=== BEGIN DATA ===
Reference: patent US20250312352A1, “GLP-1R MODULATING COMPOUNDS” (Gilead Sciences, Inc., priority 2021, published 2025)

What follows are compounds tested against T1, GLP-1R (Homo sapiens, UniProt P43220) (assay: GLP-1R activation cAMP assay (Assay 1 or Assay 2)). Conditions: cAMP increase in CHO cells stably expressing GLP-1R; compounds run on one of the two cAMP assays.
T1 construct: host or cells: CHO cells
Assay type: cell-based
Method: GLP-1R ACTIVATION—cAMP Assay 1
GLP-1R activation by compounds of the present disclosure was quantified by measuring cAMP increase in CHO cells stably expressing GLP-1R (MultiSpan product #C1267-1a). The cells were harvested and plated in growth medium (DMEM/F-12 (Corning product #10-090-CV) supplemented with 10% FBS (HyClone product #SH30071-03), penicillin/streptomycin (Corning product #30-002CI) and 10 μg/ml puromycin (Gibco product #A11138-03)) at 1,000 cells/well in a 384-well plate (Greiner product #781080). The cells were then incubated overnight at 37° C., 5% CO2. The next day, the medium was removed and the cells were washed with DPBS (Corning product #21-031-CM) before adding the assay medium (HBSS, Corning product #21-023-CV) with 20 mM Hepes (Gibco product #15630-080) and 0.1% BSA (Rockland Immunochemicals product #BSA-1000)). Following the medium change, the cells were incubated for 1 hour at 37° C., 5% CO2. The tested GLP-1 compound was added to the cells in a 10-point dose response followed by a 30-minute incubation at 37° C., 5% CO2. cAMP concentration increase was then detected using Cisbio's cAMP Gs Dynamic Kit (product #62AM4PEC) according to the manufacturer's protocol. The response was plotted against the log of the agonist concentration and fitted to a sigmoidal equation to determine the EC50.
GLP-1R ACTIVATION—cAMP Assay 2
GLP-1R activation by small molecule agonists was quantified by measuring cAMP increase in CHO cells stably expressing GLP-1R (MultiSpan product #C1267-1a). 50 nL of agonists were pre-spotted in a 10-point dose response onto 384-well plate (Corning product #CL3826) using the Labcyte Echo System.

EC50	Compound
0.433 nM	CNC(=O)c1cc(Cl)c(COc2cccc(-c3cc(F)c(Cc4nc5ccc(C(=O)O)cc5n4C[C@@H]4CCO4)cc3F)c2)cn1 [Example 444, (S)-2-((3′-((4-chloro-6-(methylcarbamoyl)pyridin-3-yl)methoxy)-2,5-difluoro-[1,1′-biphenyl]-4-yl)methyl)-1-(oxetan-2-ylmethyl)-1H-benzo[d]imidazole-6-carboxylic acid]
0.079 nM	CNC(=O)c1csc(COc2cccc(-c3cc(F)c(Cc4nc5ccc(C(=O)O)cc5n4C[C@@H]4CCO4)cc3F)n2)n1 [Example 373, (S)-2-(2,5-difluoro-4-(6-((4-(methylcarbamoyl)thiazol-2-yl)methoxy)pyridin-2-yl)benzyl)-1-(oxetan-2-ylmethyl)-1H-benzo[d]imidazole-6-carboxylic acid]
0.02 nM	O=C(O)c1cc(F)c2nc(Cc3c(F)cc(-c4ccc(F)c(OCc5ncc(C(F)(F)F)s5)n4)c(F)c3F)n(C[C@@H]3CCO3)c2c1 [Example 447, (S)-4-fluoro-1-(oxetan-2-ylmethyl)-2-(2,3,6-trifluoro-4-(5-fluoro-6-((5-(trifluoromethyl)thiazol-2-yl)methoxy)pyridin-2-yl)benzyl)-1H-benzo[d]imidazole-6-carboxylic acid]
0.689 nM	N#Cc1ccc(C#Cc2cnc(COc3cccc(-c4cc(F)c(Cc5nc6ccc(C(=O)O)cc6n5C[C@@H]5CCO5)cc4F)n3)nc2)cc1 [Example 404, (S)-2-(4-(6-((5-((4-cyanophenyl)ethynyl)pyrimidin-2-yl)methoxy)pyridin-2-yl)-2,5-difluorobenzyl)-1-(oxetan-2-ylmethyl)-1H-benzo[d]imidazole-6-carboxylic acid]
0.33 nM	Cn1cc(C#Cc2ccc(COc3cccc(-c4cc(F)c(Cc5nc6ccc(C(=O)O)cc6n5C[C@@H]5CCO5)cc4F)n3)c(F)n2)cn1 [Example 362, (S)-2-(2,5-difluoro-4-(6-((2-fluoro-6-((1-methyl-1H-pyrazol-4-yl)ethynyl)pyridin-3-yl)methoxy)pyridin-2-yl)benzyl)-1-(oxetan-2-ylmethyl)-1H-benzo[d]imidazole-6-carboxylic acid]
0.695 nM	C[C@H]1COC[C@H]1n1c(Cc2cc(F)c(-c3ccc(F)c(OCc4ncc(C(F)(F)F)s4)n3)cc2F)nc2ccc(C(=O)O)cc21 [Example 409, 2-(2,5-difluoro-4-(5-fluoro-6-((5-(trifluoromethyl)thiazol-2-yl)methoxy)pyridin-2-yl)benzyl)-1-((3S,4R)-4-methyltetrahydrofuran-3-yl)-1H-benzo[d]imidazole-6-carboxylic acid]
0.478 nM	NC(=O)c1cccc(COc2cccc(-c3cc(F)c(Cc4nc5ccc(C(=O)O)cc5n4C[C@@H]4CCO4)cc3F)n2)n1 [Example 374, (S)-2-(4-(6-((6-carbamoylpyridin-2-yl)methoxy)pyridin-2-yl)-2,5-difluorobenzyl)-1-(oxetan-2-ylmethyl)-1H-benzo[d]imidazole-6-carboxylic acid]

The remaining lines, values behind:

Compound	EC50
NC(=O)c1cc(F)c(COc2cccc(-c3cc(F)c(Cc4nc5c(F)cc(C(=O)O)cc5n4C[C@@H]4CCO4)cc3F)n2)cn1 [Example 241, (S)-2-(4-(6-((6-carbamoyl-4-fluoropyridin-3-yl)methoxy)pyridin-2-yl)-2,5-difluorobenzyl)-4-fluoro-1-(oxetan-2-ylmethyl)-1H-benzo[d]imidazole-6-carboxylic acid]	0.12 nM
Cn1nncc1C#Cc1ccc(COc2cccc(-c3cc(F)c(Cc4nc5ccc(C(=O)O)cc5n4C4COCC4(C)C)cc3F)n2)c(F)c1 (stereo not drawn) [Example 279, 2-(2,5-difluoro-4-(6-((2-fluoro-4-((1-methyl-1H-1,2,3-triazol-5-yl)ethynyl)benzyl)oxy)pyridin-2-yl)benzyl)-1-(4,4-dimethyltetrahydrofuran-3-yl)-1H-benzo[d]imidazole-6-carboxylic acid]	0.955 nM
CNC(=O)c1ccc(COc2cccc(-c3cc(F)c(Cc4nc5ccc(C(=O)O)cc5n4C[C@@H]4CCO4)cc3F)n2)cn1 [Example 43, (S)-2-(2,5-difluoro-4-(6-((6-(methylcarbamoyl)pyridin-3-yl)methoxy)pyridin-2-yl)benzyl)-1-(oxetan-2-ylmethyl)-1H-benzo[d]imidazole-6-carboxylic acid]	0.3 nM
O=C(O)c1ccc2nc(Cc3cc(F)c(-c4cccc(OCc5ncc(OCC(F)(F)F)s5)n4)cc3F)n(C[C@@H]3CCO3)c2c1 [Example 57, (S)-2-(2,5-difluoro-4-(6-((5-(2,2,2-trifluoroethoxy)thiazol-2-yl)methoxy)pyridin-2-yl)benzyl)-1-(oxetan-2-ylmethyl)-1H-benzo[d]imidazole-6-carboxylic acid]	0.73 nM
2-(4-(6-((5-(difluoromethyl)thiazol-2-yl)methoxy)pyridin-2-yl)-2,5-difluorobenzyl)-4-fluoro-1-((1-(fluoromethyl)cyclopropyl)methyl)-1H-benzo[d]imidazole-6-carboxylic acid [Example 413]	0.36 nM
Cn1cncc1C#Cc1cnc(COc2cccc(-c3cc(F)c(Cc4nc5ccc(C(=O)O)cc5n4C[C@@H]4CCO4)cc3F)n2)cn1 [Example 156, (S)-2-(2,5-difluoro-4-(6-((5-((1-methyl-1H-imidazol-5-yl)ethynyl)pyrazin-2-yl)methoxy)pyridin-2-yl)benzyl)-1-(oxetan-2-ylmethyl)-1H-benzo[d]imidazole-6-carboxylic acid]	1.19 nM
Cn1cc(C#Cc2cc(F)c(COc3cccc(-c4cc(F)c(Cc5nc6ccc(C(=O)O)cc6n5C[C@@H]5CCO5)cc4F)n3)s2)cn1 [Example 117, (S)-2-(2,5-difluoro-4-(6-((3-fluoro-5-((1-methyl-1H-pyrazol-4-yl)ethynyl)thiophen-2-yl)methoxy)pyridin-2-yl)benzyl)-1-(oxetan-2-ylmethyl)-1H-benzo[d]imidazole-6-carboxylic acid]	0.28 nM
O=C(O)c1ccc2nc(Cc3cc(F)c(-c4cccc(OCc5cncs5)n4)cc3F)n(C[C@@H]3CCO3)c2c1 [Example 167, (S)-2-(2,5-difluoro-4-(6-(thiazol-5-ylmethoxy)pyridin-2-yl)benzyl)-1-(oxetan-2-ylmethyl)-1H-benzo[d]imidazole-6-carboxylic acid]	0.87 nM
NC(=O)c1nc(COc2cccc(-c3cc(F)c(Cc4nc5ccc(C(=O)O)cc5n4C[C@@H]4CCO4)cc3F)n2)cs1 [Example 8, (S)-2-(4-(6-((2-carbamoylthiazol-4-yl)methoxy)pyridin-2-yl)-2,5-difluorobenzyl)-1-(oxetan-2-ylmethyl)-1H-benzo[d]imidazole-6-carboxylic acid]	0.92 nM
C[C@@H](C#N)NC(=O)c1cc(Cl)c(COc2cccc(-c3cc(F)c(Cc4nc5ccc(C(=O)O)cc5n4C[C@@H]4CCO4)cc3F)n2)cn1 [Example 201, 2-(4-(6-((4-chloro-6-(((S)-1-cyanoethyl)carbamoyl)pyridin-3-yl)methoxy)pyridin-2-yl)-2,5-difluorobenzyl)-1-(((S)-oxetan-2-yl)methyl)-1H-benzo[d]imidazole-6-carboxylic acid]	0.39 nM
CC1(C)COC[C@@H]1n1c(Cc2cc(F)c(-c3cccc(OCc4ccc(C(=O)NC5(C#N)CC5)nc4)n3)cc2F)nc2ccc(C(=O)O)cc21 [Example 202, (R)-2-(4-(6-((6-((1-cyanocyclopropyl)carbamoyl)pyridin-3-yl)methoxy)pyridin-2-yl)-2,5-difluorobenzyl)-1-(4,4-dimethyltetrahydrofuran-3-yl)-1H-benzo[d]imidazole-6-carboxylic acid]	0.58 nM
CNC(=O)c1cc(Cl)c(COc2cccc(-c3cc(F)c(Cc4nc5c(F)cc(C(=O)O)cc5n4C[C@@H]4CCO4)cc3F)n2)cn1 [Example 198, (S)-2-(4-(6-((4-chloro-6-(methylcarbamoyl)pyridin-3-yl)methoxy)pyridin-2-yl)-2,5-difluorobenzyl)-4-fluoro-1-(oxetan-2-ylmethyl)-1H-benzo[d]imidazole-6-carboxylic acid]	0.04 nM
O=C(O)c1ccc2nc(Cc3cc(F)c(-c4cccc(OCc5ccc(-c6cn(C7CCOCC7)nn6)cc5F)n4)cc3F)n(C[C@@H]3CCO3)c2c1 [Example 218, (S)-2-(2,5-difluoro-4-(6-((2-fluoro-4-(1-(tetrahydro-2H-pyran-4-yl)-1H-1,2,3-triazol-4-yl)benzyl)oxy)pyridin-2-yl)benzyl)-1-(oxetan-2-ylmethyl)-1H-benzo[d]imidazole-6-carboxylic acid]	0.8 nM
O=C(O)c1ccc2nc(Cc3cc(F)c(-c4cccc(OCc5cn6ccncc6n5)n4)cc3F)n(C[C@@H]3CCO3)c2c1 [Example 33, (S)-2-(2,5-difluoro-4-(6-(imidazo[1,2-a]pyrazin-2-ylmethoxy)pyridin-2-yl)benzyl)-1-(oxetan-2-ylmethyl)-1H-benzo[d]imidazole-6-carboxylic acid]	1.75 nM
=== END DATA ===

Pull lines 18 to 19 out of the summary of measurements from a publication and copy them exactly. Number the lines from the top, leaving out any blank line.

Compound	EC50
NC(=O)c1cc(F)c(COc2cccc(-c3cc(F)c(Cc4nc5c(F)cc(C(=O)O)cc5n4C[C@@H]4CCO4)cc3F)n2)cn1 [Example 241, (S)-2-(4-(6-((6-carbamoyl-4-fluoropyridin-3-yl)methoxy)pyridin-2-yl)-2,5-difluorobenzyl)-4-fluoro-1-(oxetan-2-ylmethyl)-1H-benzo[d]imidazole-6-carboxylic acid]	0.12 nM